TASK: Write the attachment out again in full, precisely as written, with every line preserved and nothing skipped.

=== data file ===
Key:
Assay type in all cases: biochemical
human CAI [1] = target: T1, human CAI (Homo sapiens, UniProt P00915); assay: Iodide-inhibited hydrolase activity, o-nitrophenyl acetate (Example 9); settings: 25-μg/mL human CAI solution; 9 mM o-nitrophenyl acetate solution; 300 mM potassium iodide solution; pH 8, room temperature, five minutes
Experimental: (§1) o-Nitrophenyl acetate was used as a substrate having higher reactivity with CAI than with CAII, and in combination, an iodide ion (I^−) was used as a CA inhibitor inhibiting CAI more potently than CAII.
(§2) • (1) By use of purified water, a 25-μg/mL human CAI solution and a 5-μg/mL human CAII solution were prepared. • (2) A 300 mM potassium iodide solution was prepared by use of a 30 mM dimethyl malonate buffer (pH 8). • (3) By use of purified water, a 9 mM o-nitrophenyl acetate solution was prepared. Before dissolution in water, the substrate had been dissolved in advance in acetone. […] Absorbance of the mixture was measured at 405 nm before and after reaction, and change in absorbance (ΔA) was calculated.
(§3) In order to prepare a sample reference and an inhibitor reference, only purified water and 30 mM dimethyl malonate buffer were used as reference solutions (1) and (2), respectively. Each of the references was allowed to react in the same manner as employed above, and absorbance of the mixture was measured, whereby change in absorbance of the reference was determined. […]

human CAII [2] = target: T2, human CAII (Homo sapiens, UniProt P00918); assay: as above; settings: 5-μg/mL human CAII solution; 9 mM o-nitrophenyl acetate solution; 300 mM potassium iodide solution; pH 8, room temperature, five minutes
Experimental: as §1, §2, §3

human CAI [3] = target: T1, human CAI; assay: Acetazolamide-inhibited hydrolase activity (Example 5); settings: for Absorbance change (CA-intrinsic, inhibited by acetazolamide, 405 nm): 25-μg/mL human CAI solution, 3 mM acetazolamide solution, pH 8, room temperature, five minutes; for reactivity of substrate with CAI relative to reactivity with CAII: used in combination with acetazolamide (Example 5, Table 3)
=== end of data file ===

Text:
Key:
Assay type in all cases: biochemical
human CAI [1] = target: T1, human CAI (Homo sapiens, UniProt P00915); assay: Iodide-inhibited hydrolase activity, o-nitrophenyl acetate (Example 9); settings: 25-μg/mL human CAI solution; 9 mM o-nitrophenyl acetate solution; 300 mM potassium iodide solution; pH 8, room temperature, five minutes
Experimental: (§1) o-Nitrophenyl acetate was used as a substrate having higher reactivity with CAI than with CAII, and in combination, an iodide ion (I^−) was used as a CA inhibitor inhibiting CAI more potently than CAII.
(§2) • (1) By use of purified water, a 25-μg/mL human CAI solution and a 5-μg/mL human CAII solution were prepared. • (2) A 300 mM potassium iodide solution was prepared by use of a 30 mM dimethyl malonate buffer (pH 8). • (3) By use of purified water, a 9 mM o-nitrophenyl acetate solution was prepared. Before dissolution in water, the substrate had been dissolved in advance in acetone. […] Absorbance of the mixture was measured at 405 nm before and after reaction, and change in absorbance (ΔA) was calculated.
(§3) In order to prepare a sample reference and an inhibitor reference, only purified water and 30 mM dimethyl malonate buffer were used as reference solutions (1) and (2), respectively. Each of the references was allowed to react in the same manner as employed above, and absorbance of the mixture was measured, whereby change in absorbance of the reference was determined. […]

human CAII [2] = target: T2, human CAII (Homo sapiens, UniProt P00918); assay: as above; settings: 5-μg/mL human CAII solution; 9 mM o-nitrophenyl acetate solution; 300 mM potassium iodide solution; pH 8, room temperature, five minutes
Experimental: as §1, §2, §3

human CAI [3] = target: T1, human CAI; assay: Acetazolamide-inhibited hydrolase activity (Example 5); settings: for Absorbance change (CA-intrinsic, inhibited by acetazolamide, 405 nm): 25-μg/mL human CAI solution, 3 mM acetazolamide solution, pH 8, room temperature, five minutes; for reactivity of substrate with CAI relative to reactivity with CAII: used in combination with acetazolamide (Example 5, Table 3)